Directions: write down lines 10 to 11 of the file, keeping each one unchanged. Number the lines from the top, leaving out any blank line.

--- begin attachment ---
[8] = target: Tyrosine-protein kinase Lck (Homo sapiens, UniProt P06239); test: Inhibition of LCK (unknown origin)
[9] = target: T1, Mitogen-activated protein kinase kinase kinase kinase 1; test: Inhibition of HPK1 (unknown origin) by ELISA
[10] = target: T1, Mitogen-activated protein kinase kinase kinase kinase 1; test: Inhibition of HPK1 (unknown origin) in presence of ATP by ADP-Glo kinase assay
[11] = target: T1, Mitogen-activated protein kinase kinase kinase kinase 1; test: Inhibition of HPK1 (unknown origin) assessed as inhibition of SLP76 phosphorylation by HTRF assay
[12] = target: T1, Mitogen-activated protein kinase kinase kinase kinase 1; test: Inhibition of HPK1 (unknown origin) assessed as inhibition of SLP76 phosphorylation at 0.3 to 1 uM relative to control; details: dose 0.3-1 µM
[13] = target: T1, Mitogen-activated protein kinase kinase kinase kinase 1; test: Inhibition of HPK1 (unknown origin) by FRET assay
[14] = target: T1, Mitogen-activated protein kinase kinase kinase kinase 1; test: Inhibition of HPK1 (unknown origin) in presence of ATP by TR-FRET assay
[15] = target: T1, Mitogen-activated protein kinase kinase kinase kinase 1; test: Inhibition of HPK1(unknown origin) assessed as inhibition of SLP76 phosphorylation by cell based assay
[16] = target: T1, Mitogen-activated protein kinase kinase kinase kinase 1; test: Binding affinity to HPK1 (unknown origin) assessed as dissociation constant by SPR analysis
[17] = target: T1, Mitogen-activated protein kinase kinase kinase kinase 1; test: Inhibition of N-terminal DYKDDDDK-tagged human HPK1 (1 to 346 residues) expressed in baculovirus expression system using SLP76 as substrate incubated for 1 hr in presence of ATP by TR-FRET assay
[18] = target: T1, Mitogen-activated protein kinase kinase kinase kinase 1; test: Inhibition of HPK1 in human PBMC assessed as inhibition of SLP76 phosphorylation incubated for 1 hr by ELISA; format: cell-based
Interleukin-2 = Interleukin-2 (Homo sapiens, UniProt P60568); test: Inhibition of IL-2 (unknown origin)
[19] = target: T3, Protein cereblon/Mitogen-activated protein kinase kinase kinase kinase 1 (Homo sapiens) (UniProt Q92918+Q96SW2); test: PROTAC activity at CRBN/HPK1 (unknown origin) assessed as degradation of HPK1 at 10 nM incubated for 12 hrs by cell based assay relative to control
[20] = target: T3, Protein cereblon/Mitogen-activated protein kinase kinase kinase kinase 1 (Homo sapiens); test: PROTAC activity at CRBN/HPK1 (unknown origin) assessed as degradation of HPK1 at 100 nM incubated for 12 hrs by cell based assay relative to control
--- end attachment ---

[17] = target: T1, Mitogen-activated protein kinase kinase kinase kinase 1; test: Inhibition of N-terminal DYKDDDDK-tagged human HPK1 (1 to 346 residues) expressed in baculovirus expression system using SLP76 as substrate incubated for 1 hr in presence of ATP by TR-FRET assay
[18] = target: T1, Mitogen-activated protein kinase kinase kinase kinase 1; test: Inhibition of HPK1 in human PBMC assessed as inhibition of SLP76 phosphorylation incubated for 1 hr by ELISA; format: cell-based